I can win, easy. I'm going to get the nomination, but I don't want to run against you. It's now a quarter of eleven, and you've got until twelve o'clock. I've got a fellow in Tallahassee, in the capital, in the secretary of state's office, waiting to withdraw your name." He said, "You've got to do this for me." I said, "Well, I can't do it. I'm not going to do it." Well, it went back and forth and finally he got mad and said, "Damn it to hell, what kind of friend are you?" And so and so. I said, "Look, I'm not going to stand here and take all this abuse, so I'm going to go out. I'm leaving. I'm just sorry. If you're going to run, we're going to have a hell of a race, that's all I can say. But I don't want you down there dividing our state. What I will do is after the first ballot, I will instruct my delegates they can go for whomever they want to vote for, either you or Lyndon. You've got Grant Stockdale, who will be on my slate"--you had to put in a slate already--"and he loves you as you know, and he'll be making big speeches for you. Scotty Peek and some of these kids will be 79 probably for Lyndon, but you're going to have fine representation and I think possibly you would get the majority of our delegates after the first ballot. But I'm going to run."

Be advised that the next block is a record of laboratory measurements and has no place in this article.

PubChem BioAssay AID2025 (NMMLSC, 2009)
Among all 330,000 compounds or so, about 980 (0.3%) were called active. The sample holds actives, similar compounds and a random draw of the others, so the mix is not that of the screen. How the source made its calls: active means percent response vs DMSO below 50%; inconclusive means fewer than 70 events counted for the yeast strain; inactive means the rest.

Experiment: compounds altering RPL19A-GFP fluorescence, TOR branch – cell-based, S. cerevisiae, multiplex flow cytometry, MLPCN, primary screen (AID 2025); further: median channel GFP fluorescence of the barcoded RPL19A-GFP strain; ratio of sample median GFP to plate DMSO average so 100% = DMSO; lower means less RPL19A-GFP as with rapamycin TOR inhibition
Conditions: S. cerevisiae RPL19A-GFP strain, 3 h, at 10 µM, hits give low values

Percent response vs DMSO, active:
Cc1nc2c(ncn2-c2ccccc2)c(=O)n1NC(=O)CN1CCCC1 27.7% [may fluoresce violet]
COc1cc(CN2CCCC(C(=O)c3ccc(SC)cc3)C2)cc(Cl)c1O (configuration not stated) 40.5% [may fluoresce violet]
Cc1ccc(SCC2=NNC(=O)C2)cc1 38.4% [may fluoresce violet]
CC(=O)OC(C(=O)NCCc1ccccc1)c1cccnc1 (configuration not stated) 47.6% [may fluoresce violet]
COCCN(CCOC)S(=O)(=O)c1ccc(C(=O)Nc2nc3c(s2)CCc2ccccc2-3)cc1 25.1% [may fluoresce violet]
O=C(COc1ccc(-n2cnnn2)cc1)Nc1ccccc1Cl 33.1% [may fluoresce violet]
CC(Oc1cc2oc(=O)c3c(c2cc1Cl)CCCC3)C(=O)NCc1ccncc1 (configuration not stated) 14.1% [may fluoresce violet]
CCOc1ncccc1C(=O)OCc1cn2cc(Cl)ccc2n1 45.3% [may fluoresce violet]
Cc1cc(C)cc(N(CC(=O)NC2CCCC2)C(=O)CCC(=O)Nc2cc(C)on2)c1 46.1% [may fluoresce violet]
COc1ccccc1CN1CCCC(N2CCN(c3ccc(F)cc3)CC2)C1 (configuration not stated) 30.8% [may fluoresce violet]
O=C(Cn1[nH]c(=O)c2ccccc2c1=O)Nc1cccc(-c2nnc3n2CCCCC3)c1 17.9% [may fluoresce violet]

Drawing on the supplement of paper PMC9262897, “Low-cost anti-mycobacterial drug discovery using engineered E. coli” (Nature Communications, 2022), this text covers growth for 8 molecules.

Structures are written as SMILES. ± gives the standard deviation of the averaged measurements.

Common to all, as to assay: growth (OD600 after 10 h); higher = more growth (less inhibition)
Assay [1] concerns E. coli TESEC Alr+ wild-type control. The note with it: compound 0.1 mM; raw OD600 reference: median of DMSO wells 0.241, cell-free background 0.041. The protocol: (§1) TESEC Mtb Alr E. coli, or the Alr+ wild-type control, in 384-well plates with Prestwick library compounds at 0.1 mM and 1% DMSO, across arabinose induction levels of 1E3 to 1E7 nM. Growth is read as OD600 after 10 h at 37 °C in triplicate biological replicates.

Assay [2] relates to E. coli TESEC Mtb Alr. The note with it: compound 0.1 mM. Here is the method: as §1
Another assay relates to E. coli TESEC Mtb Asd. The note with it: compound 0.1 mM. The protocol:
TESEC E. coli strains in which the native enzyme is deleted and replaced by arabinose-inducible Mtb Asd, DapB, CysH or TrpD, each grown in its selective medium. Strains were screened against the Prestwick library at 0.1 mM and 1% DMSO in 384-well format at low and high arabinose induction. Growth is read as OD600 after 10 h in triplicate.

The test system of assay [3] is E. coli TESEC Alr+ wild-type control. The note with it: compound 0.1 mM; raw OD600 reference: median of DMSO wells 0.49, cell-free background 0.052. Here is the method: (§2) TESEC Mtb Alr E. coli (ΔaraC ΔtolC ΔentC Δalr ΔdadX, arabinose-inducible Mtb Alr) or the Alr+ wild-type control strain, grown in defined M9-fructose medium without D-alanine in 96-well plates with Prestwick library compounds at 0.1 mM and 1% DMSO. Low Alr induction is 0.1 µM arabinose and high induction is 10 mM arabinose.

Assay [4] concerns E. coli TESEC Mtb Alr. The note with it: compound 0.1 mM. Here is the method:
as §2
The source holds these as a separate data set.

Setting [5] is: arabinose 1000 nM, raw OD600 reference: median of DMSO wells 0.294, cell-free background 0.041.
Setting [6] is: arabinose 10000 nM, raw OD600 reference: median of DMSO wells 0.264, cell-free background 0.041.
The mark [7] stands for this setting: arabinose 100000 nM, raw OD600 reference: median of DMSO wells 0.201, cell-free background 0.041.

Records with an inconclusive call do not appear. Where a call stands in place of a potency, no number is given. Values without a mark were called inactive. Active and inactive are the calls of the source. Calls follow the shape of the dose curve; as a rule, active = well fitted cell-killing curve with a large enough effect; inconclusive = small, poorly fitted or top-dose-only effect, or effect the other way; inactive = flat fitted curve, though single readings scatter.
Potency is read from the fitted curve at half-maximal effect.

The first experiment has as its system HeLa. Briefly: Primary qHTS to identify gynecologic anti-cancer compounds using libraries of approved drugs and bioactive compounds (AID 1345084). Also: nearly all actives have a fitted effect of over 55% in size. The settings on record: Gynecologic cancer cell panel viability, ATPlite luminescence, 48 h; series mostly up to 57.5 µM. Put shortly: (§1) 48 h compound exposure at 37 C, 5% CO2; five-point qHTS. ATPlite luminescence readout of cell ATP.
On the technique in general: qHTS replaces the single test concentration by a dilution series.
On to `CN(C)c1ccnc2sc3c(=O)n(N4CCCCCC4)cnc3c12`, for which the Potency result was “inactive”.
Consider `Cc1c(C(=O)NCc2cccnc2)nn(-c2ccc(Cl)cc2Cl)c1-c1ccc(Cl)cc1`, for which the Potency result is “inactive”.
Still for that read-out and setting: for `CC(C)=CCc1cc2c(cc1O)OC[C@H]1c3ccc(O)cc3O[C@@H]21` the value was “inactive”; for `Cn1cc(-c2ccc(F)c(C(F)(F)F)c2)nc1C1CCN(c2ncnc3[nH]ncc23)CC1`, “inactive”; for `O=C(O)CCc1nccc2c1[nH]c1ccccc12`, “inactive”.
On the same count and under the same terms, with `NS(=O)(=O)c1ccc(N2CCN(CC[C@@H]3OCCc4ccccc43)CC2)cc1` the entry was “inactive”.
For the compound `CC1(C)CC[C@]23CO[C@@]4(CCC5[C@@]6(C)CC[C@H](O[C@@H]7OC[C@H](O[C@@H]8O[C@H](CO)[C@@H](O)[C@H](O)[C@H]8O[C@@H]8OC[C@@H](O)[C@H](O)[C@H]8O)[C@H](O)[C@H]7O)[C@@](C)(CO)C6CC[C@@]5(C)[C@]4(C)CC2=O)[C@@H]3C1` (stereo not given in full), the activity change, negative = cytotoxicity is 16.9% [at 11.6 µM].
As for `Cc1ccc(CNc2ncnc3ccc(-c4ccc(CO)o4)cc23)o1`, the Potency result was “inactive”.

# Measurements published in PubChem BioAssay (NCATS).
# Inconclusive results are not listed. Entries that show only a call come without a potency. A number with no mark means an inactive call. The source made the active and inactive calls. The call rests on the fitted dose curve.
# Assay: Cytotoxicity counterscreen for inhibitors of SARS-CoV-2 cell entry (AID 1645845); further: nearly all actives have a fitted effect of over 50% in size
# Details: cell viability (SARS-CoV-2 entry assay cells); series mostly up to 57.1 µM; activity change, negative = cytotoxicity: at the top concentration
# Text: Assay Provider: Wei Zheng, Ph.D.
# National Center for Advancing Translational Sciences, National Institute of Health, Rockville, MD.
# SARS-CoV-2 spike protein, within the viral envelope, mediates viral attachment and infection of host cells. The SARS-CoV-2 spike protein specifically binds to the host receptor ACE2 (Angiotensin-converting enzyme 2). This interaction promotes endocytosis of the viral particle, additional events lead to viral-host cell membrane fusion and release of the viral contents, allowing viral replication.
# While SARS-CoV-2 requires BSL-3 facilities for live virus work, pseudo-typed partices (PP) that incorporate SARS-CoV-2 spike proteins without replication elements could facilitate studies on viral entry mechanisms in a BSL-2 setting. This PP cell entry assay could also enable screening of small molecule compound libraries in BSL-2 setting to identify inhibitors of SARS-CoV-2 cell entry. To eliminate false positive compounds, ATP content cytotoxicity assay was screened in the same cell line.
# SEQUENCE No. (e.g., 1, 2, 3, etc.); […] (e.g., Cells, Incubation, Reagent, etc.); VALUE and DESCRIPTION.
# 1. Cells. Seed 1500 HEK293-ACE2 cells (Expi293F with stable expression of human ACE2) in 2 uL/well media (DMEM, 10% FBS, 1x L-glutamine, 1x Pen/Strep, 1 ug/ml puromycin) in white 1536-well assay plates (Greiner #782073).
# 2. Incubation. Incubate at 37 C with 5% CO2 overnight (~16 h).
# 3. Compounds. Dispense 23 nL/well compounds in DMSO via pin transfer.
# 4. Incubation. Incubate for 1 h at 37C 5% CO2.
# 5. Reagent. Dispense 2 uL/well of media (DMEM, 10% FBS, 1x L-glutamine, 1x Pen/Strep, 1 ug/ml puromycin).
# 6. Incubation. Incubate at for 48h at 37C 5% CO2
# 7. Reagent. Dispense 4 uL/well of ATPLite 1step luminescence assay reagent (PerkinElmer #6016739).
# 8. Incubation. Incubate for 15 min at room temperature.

"Oh, no, that won't do it." Anyway, so I left. I got a call in about fifteen minutes, said, "Would you come back over, Jack wants to see you again." So I came back over and there was about fifteen minutes before you could call and withdraw your name. He said, "Old pal, you've just got to do this." Then he'd rant and rave and raised hell and cussed me out. He said, "Well, son of a bitch, you are the worst guy." I said, "Well, I can't do it." It got to be twelve o'clock. "Okay, I'm in it. We'll have a good race." And I walked out. I said, "I'll see you on the battlefield." I got about as far as Evelyn's office, and Kennedy hollered, "George, come back here, I want to show you something." I came back in and he said, "You really are a no damn good friend. You really ought to have gotten out of this thing, I could win easy." But he said, "I don't know that I can run against you." I said, "Well, did you file?" He said, "I didn't file." I said, "Okay, well then that makes it easier." He said, "I'm going to show you something, come around here." And he pulled out his drawer, and here it was, Joe had run a poll of him against me in Florida, and I would have beaten him. He showed me that and I said, "Now look at that, there's my buddy, bullshitting me, trying to get me out of a deal. He'd run this poll. "I didn't think you could win against me down there, but I didn't know. But look at that." "No," he said, "you were pretty good, but I want to tell you something, you're not as good a friend as I thought you were." I said, "Well, you're probably going to get it anyway," which as a matter of fact he did. When we released the delegates on the second ballot, he got them all. But that was very interesting that he had run that poll even against me, his good friend, to see whether he could win. And I'm sure that if the poll had indicated he would have beaten me, he would have gone ahead and run. So that was an interesting insight into the Kennedy mind.